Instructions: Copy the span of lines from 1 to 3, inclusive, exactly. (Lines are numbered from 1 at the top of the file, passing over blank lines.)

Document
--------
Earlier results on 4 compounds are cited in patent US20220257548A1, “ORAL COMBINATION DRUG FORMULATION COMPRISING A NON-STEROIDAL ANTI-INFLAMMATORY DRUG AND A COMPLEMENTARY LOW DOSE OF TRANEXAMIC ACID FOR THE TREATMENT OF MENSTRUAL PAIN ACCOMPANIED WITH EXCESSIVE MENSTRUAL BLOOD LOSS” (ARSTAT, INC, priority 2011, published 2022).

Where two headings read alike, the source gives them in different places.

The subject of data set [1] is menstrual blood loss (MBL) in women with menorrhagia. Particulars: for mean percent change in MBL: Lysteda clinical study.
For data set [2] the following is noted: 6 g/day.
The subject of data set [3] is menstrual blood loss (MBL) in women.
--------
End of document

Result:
Earlier results on 4 compounds are cited in patent US20220257548A1, “ORAL COMBINATION DRUG FORMULATION COMPRISING A NON-STEROIDAL ANTI-INFLAMMATORY DRUG AND A COMPLEMENTARY LOW DOSE OF TRANEXAMIC ACID FOR THE TREATMENT OF MENSTRUAL PAIN ACCOMPANIED WITH EXCESSIVE MENSTRUAL BLOOD LOSS” (ARSTAT, INC, priority 2011, published 2022).

Where two headings read alike, the source gives them in different places.

The subject of data set [1] is menstrual blood loss (MBL) in women with menorrhagia. Particulars: for mean percent change in MBL: Lysteda clinical study.